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Thu Jan 26, 2017, 05:10 PM

Remember when conservatives stood for slow, incremental change?

A new blog post I just published at DailyKos.

[font size=5]Remember when conservatives stood for slow, incremental change?[/font]

by markpkessinger

Remember when conservatives stood for, or at least claimed to stand for, slow, incremental, responsible change?

In recent conversations with a number of Trump voters, I have heard more than one person say that he or she voted for Trump because they (and presumably Trump) believe in “conservative values.’ Those who say they supported Trump because he represents 'conservative values' either don't understand what 'conservative values' has traditionally meant, or they are rank hypocrites. There is nothing at all conservative about Trump's nihilistic agenda. It is a radical agenda, and traditionally, it is radicalism, not liberalism, that has been the polar opposite of conservatism.

To take just one example from the past week: Trump's wholesale suspension of EPA admissions standards, and appointing an EPA director who is intent on abolishing the agency. Look, the EPA was not the invention of some lefty tree hugger clad in earth shoes. It was proposed in 1970 by none other than Richard Nixon, and passed in Congress with broad bipartisan support. And anybody old enough to remember what this country was like in the years prior to the EPA can tell you why. And it has, without question, vastly improved the air and water quality in this country.

Republicans have always been cautious about what they see as over-regulation, because, being the party of big business interests, such regulations impose additional costs on the business interests they have historically represented. But generally speaking, most Republicans of earlier generations could be persuaded to support regulation if it could be shown that such regulation was clearly in the public interest. Democrats, for their part, tended to place a higher priority on public health and safety (along with worker health and safety), and thus, it could be argued, were not always sensitive to the costs involved in proposed new regulations (although in most cases, it was because they placed a higher premium on public health and safety than on corporate profits). But they, too, were often willing to compromise if it was clearly shown that a proposed regulation would be unduly burdensome.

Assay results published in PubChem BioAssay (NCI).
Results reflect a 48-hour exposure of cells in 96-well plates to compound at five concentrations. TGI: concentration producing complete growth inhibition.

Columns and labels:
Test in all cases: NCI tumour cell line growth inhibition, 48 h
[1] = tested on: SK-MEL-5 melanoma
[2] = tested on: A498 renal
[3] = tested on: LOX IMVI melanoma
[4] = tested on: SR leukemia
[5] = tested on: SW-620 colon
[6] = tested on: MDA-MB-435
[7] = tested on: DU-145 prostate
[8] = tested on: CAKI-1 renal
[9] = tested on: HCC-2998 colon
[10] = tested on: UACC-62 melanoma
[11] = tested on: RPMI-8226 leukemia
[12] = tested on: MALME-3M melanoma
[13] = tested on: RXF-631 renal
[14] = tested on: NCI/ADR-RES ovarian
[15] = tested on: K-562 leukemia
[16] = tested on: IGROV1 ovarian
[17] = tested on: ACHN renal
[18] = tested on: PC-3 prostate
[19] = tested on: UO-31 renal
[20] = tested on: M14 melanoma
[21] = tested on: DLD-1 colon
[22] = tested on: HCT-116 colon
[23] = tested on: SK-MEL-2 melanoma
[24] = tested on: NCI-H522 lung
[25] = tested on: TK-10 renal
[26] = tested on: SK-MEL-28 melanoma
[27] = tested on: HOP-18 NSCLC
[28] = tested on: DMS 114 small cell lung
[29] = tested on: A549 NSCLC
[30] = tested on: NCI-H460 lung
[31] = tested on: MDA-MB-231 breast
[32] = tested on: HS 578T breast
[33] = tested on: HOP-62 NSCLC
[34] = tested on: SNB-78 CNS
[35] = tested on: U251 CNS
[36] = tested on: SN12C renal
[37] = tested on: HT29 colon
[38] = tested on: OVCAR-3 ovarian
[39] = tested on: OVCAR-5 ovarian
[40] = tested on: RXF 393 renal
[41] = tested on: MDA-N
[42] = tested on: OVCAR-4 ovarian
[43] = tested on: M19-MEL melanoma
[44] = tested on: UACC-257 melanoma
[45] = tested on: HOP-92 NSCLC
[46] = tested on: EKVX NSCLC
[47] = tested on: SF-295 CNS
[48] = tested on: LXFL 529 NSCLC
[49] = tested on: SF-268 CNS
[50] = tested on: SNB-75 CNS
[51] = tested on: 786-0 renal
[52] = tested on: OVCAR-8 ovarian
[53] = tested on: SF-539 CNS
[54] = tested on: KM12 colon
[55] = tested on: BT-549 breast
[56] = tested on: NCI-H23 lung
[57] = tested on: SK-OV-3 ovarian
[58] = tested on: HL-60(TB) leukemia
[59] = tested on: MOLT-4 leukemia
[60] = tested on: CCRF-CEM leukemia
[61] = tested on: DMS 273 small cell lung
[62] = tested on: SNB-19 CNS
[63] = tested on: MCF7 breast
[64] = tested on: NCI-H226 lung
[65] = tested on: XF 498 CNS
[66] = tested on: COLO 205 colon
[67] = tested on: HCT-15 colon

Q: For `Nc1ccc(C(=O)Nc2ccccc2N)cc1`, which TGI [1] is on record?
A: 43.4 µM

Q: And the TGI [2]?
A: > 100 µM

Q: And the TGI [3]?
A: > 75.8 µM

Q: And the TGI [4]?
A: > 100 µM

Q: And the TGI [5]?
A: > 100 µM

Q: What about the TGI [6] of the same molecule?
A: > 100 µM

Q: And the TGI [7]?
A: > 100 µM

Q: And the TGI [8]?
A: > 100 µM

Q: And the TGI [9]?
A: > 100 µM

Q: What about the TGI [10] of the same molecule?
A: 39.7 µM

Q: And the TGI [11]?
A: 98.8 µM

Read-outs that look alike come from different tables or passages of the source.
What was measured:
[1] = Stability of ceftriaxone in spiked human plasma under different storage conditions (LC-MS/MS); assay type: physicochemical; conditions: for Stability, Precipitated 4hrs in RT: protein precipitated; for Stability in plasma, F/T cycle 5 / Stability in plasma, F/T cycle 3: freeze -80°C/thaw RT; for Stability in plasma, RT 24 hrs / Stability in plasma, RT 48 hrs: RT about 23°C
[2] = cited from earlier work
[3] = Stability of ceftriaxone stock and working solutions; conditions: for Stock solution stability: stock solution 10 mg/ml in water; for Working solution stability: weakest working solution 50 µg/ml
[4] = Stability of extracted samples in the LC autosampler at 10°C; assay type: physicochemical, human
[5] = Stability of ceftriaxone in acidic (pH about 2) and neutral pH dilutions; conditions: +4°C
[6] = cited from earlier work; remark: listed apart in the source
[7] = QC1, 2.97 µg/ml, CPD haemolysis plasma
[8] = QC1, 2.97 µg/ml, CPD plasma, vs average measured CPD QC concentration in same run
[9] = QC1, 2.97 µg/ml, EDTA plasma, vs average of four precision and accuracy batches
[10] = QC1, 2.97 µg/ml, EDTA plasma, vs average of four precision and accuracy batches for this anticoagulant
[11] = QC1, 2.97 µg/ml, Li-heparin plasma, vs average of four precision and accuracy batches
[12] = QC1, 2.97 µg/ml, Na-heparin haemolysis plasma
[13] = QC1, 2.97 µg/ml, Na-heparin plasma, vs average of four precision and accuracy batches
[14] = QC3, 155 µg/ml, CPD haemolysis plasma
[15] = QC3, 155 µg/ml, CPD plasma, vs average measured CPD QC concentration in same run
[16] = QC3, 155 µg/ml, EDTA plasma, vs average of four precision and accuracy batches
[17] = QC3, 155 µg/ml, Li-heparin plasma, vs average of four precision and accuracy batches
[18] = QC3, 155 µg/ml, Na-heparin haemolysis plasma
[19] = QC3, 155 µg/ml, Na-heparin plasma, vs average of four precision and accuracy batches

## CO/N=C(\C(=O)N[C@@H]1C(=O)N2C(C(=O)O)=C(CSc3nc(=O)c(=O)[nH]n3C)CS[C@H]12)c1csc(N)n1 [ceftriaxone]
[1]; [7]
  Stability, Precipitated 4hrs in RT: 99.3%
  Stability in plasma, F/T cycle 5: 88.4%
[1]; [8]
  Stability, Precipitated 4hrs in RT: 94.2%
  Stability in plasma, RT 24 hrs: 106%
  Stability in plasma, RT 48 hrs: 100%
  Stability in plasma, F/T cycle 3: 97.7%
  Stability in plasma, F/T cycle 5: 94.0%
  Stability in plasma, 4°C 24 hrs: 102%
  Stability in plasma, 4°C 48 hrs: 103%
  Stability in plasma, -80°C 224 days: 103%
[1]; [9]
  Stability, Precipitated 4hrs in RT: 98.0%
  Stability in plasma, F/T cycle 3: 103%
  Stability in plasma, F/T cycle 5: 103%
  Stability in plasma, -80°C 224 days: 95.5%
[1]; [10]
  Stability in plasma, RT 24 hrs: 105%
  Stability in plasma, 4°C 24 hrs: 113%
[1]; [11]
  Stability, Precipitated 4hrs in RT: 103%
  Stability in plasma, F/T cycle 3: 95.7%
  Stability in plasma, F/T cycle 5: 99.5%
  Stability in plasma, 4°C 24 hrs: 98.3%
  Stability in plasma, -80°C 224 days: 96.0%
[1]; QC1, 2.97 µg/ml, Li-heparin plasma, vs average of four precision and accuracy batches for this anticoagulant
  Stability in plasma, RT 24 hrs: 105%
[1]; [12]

So that was how business was done back when our politics was still more or less functional: both sides recognized a problem that needed addressing, and then the struggle ensued over exactly how to address it. Makes sense.

But over the last 20 years or so -- it's hard to pinpoint, but I tend to think it began in the mid-90s, when Newt Gingrich was Speaker of the House -- this pattern began to shift. Or rather, I should say, one party, the GOP, began to embrace a new strategy, one in which they would no longer argue and negotiate with the opposition over the severity of an issue, or over the extent to which an issue needed to be addressed by legislative or regulatory action, but would instead simply deny outright that entire categories of issues even existed. For Republicans, it became no longer a question of balancing competing, but legitimate, interests; for rather about serving ONE set of interests while completely denying the legitimacy and/or the existence of any competing ones.

Actually, it occurs to me that the ideological underpinnings of this newer strategy lay in the virulent anti-government rhetoric of Ronald Reagan, even if it did not find its fullest expression during his presidency. Reagan’s “government is the problem” mantra was surely one of the most toxic ideas ever to enter this country’s public discourse. But irrespective of where, precisely, one dates this strategic shift by the GOP, it did occur, and was, I believe, a fundamental breakdown in the kind of good faith governance on the part of both parties that is essential to the functioning of the republic under a two-party system such as we have. Whether a party finds itself in the majority or in the minority at any given moment in history, the recognition that the opposition party’s constituency are also still citizens, with legitimate interests that may or may not prevail on a given issue, but must always be considered, remains incumbent upon both parties if the republic is to function.